>… She also carries out research into the technology, condition, deterioration and appropriate treatment of artefacts, in liaison with scientists, curators and other specialists, and advises on the condition, conservation, storage and display, of a wide range of organic artefacts. …

        See also the study:
        Recent treatments of painted Egyptian shrouds: The influence of condition and intended role.
        published in
        The Conservator 01/1999; 23(1):37-48

        Several painted Egyptian linen shrouds have recently been treated either for storage or for display in the recent Ancient Faces exhibition and the Roxie Walker Galleries of Egyptian Funerary Archaeology at the British Museum. They vary widely both in date, from c. 1450 bc to 200 bc, and in their condition.This paper brings together a range of treatment options found to be successful for different shrouds, and discusses in what context each method was found to be appropriate. It concentrates on the treatment of five large shrouds, exploring the use of adhesive and stitched lining options, either on their own or in different combinations. Each textile presented its own problems, and the treatment had to be tailored to its individual requirements.
        — — —

        Here a vague example of “Painted Shroud” :
        >Child’s shroud, with deceased depicted holding bird, ankh and pomegranate, painted linen, Egyptian civilization, Roman Empire, 3rd century

        under the address:

        or the:
        >Elaborately Painted Shroud of Neferhotep, Son of Herrotiou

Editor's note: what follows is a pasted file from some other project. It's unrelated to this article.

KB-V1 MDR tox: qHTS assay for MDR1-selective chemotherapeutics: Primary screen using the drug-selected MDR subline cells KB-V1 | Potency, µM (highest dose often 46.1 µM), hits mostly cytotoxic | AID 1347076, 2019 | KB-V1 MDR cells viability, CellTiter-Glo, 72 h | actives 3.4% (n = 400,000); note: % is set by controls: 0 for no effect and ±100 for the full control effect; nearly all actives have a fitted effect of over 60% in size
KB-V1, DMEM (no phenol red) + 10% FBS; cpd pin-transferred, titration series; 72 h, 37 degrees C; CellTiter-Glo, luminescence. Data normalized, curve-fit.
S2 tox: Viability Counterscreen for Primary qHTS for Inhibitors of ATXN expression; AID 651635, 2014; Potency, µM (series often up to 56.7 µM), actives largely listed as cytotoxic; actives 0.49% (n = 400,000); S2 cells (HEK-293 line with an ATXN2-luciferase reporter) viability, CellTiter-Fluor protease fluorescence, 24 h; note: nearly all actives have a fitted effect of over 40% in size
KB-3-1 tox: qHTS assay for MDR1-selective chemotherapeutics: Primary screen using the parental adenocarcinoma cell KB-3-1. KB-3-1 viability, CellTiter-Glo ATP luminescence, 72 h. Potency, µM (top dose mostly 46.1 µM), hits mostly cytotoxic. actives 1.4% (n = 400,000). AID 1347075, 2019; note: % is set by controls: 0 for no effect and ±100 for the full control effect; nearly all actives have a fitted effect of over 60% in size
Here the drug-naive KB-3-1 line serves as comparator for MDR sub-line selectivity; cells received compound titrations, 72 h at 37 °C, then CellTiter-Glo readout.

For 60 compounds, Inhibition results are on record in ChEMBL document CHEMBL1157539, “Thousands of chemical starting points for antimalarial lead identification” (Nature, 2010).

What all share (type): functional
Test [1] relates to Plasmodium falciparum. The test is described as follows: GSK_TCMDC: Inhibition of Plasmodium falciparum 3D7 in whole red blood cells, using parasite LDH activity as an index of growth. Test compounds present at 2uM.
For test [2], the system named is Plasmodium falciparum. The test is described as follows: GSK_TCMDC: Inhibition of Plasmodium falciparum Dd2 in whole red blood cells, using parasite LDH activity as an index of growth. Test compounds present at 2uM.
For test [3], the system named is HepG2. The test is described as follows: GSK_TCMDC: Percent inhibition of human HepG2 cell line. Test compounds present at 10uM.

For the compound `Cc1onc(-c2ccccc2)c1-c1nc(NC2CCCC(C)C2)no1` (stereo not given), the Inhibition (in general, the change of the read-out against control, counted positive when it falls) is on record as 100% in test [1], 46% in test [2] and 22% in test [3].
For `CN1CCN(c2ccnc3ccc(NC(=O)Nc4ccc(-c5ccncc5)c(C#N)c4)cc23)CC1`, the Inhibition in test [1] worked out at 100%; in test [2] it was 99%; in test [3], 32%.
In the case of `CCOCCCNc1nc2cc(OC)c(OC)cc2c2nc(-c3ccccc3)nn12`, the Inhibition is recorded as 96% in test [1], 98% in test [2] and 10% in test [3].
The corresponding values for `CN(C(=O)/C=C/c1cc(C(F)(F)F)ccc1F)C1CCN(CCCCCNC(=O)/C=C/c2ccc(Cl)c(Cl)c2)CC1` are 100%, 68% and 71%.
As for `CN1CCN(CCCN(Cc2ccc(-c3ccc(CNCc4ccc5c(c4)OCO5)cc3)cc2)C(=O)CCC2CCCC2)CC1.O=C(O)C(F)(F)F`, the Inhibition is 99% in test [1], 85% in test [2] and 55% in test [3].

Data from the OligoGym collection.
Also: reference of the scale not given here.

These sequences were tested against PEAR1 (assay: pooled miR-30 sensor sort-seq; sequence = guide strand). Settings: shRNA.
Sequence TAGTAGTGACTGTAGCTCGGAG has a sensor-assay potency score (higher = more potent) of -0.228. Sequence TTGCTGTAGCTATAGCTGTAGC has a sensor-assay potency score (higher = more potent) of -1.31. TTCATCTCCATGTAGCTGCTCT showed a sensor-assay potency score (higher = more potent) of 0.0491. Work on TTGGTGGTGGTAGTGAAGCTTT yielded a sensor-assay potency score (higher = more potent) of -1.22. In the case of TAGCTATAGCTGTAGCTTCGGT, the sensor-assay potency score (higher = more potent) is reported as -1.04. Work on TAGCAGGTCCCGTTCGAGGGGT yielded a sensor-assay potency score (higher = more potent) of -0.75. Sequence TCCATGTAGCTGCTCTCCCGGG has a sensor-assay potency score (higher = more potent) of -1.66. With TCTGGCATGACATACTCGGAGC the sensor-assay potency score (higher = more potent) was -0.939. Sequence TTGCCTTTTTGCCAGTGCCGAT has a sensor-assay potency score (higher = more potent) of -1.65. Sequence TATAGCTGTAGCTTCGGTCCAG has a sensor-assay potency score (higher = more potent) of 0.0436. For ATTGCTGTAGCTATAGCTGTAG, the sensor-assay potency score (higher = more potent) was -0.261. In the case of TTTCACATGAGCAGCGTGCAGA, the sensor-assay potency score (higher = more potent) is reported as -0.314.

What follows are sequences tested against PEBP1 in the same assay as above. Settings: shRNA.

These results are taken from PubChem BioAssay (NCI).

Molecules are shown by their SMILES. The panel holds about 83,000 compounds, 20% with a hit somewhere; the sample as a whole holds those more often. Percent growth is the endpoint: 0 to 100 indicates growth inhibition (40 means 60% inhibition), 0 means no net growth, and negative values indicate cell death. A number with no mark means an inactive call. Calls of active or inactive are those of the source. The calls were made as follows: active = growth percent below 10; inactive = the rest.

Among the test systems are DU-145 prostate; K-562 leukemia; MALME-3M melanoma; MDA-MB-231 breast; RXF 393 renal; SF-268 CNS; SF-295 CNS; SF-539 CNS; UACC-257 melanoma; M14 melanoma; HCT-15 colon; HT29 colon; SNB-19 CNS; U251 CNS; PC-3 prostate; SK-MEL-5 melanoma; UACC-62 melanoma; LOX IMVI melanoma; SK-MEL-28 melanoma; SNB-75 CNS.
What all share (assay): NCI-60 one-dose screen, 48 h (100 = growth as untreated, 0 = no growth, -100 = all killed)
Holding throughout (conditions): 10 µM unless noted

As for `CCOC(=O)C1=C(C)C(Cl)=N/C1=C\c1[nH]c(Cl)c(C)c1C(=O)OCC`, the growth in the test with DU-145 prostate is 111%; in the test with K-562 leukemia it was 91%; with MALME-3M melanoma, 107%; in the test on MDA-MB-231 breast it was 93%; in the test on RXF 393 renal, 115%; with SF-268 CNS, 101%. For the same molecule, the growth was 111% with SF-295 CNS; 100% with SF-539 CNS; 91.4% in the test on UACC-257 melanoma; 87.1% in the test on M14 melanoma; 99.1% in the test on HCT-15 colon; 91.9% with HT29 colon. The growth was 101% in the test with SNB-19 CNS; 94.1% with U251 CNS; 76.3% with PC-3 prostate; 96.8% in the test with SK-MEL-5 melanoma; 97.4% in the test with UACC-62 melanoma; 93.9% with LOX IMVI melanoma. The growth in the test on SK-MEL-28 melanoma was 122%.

Medium: Linen, painted
        Place Found: Deir el-Medina, Egypt
        Dates: 100-225 C.E.
        Period: Roman Period
        Dimensions: 1/16 x 27 x 67 in. (0.2 x 68.6 x 170.2 cm)

        Brooklyn Museum photograph, 2007

  4. We know that:
    >the tension of folding, which can cause fiber breakage over a long period of time…

    before to enter in long discussions around the operations about the new surface examinations, I believe we can try to do some easy textile control using
    the adequate set of experiments (on painted linens submitted to
    the adequate aging procedures)…

    1. … and, in order to speed up checks on the effects of bending,
      then it would be wonderful to have at disposal “a folding machine”.

      Unfortunately I have not yet found an adequate textile machinery…

      1. We require a high-speed automatic folding system designed to precisely fold linens (linens and painted linens)…
        — —
        How we carry out research into the technology?
        I see you didn’t appreciated …or disregarded… my idea about the adequate textile machinery (to use in order to spare time…).
        — —
        Are we able to built a machine where folding plates electronically adjust to the desired width while staying parallel to each other? This allows tighter, more consistent folding on all types of linens (obtained from the experiments).

        Now please excuse me for this kind
        of semi-industrial exaggeration…
        Perhaps we can try to do something
        in a more artisanal manner…
        — —
        Have you an exact idea about the folding process and the inherent control?

        Do you have found an useful idea or not?

  5. Charles, you wrote: “No one else seems to know how the images were made so why not another hypothesis?”

    On another thread I wrote “(as a SHORT reply since I have no much time for a long winded articulate comment), methinks the crucifixion victim’s ‘smooth wet and dust-covered textile skin’ (or ‘second skin’ aka his aqueous alkali solution in-soaked inner winding burial sheet now known as the Turin Shroud), tightly moulded over his dust-sweat-blood covered body, acted as an image enhancing membrane for accurately aligning (collimating) incompressible vapour flow and orthogonally moved in terms of body-to-cloth gradual shrinking and unsticking front and back by means of the said flow as a thermal actuator.
    What is now most needed is a physical model in terms of state-of-the-art experimental archaeology to test the hypothesis (no kitchen lab, no pig experiment).”